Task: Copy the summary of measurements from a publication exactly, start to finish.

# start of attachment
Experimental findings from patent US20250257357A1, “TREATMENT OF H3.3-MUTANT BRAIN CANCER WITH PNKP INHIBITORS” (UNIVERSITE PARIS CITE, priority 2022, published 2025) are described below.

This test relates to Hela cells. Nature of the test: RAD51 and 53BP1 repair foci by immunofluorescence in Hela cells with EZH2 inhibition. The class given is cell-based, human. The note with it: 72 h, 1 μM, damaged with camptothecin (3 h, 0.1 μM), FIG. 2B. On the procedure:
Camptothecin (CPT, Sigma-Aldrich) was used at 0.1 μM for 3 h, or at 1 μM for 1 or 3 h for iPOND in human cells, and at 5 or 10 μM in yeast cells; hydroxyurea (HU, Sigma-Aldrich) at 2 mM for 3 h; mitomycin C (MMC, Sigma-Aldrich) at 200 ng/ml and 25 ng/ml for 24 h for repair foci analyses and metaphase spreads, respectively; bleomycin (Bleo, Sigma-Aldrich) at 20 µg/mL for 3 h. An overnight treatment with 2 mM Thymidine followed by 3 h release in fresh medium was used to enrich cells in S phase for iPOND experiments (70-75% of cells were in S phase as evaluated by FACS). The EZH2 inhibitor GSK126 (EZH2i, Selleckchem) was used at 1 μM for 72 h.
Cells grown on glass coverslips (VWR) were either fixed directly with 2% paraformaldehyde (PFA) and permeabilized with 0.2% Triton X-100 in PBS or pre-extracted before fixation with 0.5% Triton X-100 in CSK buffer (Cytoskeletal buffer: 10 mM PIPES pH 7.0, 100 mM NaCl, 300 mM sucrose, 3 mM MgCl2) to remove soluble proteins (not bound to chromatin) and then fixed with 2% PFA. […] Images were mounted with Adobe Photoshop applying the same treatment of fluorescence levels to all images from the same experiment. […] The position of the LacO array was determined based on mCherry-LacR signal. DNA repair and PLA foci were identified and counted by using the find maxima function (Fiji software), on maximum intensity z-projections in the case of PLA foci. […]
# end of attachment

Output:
Experimental findings from patent US20250257357A1, “TREATMENT OF H3.3-MUTANT BRAIN CANCER WITH PNKP INHIBITORS” (UNIVERSITE PARIS CITE, priority 2022, published 2025) are described below.

This test relates to Hela cells. Nature of the test: RAD51 and 53BP1 repair foci by immunofluorescence in Hela cells with EZH2 inhibition. The class given is cell-based, human. The note with it: 72 h, 1 μM, damaged with camptothecin (3 h, 0.1 μM), FIG. 2B. On the procedure:
Camptothecin (CPT, Sigma-Aldrich) was used at 0.1 μM for 3 h, or at 1 μM for 1 or 3 h for iPOND in human cells, and at 5 or 10 μM in yeast cells; hydroxyurea (HU, Sigma-Aldrich) at 2 mM for 3 h; mitomycin C (MMC, Sigma-Aldrich) at 200 ng/ml and 25 ng/ml for 24 h for repair foci analyses and metaphase spreads, respectively; bleomycin (Bleo, Sigma-Aldrich) at 20 µg/mL for 3 h. An overnight treatment with 2 mM Thymidine followed by 3 h release in fresh medium was used to enrich cells in S phase for iPOND experiments (70-75% of cells were in S phase as evaluated by FACS). The EZH2 inhibitor GSK126 (EZH2i, Selleckchem) was used at 1 μM for 72 h.
Cells grown on glass coverslips (VWR) were either fixed directly with 2% paraformaldehyde (PFA) and permeabilized with 0.2% Triton X-100 in PBS or pre-extracted before fixation with 0.5% Triton X-100 in CSK buffer (Cytoskeletal buffer: 10 mM PIPES pH 7.0, 100 mM NaCl, 300 mM sucrose, 3 mM MgCl2) to remove soluble proteins (not bound to chromatin) and then fixed with 2% PFA. […] Images were mounted with Adobe Photoshop applying the same treatment of fluorescence levels to all images from the same experiment. […] The position of the LacO array was determined based on mCherry-LacR signal. DNA repair and PLA foci were identified and counted by using the find maxima function (Fiji software), on maximum intensity z-projections in the case of PLA foci. […]